Driving under the Influence of Drugs in Nevada (NRS 484C.110)


In Nevada, it’s not only illegal to drive under the influence of alcohol, but of drugs as well. The penalties for a drug DUI are like those of alcohol DUI.

Definition of driving under the influence of drugs.

The legal definition of driving under the influence of drugs in Las Vegas, Nevada (DUID), is two-fold:

  1. Someone can be arrested for drugged driving in Nevada for operating a vehicle while under the influence of any "chemical, poison or organic solvent, or any compound or combination of any of these, to a degree which renders the person incapable of safely driving or exercising actual physical control of a vehicle." Therefore, it is a crime in Nevada to drive under the influence of not only illegal drugs but also prescription medications like sleep aids (Ambian), narcotic pain killers (Hydrocodone), benzodiazepines (Xanax), over-the-counter meds like Nyquil, or any other substance if it is causing the driver to lose control of the car or to drive unsafely.
  2. Someone can also be arrested for drugged driving in Nevada for operating a vehicle "with an amount of a prohibited substance in his or her blood or urine that is equal to or greater than":

Prohibited substance

Urine Nanograms per milliliter

Blood Nanograms per milliliter

(a) Amphetamine

500

100

(b) Cocaine

150

50

(c) Cocaine metabolite

150

50

(d) Heroin

2,000

50

(e) Heroin metabolite:

     (1) Morphine

2,000

50

     (2) 6-monoacetyl morphine

10

10

(f) Lysergic acid diethylamide (Acid)

25

10

(g) Marijuana

no urine test, just blood

2

(h) Marijuana metabolite

no urine test, just blood

5

(i) Methamphetamine (Meth)

500

100

(j) Phencyclidine

25

10

The Arrest

Once a driver has been pulled over, a Field Sobriety test is performed together with a Breathalyzer test. Someone under the influence of drugs will likely fail the field sobriety test but pass the breathalyzer test, which will alert the officer the driver may be under the influence of drugs instead of alcohol.Nevada has an implied consent law.  That means we all agreed to these tests when we accepted our driver’s licenses. If you refuse to submit to a chemical test you will be subject to a fine and automatic 1 year license suspension.The police officer has the right to use what is called ‘reasonable force’, i.e. handcuffs to administer the tests. As a matter of course the police will usually seek a judicial warrant if you are refusing the tests. Refusing a blood or urine test may also be used against you in court during a trial.

The driver’s license may not be immediately confiscated, like in DUI cases with alcohol. The license won’t be suspended until a blood test comes back positive, something that can take up to a few weeks or even longer. The suspension will arrive by mail from Nevada DMV by registered mail.

An arrest does not automatically mean a conviction. A defense attorney will look at your case and see if there is anything that can be done to dismiss the case or reduce penalties. Some of the most common defenses are:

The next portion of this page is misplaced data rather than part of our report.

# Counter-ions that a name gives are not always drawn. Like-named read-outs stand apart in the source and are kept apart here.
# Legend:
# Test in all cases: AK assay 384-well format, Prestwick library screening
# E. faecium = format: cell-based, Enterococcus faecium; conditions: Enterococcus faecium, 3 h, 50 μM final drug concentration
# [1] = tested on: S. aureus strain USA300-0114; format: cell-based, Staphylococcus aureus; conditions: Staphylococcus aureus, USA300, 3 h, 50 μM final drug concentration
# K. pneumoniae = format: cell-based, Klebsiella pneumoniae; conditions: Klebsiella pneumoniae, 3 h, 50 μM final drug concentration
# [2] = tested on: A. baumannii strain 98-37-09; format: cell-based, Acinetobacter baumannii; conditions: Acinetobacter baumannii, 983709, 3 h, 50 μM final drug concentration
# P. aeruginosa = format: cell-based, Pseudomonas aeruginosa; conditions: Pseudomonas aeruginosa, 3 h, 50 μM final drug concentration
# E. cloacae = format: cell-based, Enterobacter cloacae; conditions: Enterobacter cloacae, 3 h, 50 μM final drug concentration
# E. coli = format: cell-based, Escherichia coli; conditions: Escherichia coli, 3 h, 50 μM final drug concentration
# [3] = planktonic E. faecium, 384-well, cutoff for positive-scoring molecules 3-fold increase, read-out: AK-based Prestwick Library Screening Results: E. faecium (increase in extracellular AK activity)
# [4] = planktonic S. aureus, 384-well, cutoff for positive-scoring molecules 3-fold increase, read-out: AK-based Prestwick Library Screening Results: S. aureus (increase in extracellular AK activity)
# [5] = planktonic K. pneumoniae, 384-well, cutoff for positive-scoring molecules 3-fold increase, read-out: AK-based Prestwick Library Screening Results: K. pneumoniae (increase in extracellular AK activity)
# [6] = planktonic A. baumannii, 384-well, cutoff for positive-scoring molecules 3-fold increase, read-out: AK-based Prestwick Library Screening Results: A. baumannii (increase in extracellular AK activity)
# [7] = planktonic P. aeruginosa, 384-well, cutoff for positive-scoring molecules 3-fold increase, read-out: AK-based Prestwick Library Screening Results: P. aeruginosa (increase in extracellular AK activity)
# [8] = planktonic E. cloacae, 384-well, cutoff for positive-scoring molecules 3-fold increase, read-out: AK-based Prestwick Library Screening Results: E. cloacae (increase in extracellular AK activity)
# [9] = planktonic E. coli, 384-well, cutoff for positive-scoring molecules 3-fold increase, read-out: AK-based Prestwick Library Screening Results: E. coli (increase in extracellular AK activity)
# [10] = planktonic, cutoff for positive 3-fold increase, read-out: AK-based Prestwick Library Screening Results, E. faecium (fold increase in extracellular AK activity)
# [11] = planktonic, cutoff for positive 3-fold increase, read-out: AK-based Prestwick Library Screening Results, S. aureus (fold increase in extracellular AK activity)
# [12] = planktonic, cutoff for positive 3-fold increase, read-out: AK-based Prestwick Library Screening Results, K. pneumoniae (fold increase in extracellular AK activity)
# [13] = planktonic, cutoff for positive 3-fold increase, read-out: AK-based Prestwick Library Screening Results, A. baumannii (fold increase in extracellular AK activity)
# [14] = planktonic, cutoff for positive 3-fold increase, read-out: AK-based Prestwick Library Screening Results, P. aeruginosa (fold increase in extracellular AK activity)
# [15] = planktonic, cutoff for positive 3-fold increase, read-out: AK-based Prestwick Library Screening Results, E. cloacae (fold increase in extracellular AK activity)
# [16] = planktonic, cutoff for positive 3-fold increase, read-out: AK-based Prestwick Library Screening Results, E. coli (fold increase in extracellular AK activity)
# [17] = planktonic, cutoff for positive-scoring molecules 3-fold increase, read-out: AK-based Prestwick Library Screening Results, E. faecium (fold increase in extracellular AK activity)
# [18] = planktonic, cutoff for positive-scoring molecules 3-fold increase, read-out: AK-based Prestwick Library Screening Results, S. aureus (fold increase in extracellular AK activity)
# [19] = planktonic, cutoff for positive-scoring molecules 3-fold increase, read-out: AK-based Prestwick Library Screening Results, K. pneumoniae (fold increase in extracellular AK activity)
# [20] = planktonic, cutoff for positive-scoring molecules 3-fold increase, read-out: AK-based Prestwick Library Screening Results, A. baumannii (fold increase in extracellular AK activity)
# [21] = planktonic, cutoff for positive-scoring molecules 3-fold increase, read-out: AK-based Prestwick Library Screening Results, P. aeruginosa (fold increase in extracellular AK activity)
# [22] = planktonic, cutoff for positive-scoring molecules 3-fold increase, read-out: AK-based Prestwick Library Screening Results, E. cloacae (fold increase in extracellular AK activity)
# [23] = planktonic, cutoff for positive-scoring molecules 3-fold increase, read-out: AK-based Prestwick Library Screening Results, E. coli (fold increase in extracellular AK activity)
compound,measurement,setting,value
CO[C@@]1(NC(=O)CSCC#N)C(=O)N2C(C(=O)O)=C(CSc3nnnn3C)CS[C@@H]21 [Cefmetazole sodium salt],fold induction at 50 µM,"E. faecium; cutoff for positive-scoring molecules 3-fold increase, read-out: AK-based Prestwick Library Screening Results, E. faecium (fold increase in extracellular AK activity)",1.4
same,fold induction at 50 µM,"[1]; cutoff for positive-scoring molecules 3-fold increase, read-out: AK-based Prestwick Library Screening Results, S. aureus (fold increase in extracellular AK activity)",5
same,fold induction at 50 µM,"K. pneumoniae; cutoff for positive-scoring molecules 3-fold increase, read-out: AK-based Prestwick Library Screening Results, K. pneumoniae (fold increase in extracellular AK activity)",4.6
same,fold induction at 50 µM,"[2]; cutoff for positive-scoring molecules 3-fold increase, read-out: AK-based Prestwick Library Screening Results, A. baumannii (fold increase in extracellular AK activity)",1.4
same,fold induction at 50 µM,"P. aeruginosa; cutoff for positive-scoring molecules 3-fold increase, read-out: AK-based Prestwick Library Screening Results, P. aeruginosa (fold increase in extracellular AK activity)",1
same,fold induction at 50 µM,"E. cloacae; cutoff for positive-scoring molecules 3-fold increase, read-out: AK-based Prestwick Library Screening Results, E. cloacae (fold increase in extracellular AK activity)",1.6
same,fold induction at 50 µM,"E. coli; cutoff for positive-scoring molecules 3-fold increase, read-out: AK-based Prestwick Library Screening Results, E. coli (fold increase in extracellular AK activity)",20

• Lack of probable cause for a traffic stop. An officer needs a valid reason to make a stop, such as the driver driving incompetently or committing a traffic violation.
  • Mishandling of equipment or using faulty equipment. This could raise reasonable doubt, resulting in a dismissed case.
  • Failure to meet statutory requirements or constitutional requirements

Penalties

A DUI drug conviction in Nevada is usually a misdemeanor, unless it is your third offense in 7 years or caused substantial harm or death to another person. In that case the conviction will automatically be charged as a felony.

Below are the standard Nevada penalties, which are basically the same as drunk driving penalties.

First DUI

  • 2 days to 6 months in jail or 24 hours to 96 hours of community service (the court typically orders a suspended jail sentence of 6 months)
  • DUI school
  • $400 to $1,000 in fines plus court costs
  • Nevada Victim Impact Panel
  • 90 days suspension of your driver's license (you usually can get a restricted license after 45 days)

Second DUI

  • 10 days to 6 months in jail orresidential confinement
  • $750 to $1,000 in fines or community service
  • Nevada Victim Impact Panel
  • An alcohol/drug dependency evaluation (costs $100)
  • License suspension or revoked for 1 year,
  • An intensive drug abuse treatment

Third DUI (in 7 years)

  • 1 - 6 years in prison
  • $2,000 to $5,000 in fines
  • Nevada Victim Impact Panel
  • License suspended or revoked for 3 years,
  • An alcohol & drug evaluation

DUI causing injury or death

  • 2 to 20 years in prison
  • $2,000 to $5,000 in fines
  • The charge for DUID causing injury or death, with 3 or more previous DUI convictions will be Vehicular Homicide. The prison time for Vehicular Homicide is 25 years to life, with a chance of parole after 10 years.

If your case isn’t dismissed, there is still a chance your attorney might be able to have the case reduced to Reckless Driving. A reckless driving record can be sealed after one year, as opposed to 7 years for a misdemeanor DUI/DUID

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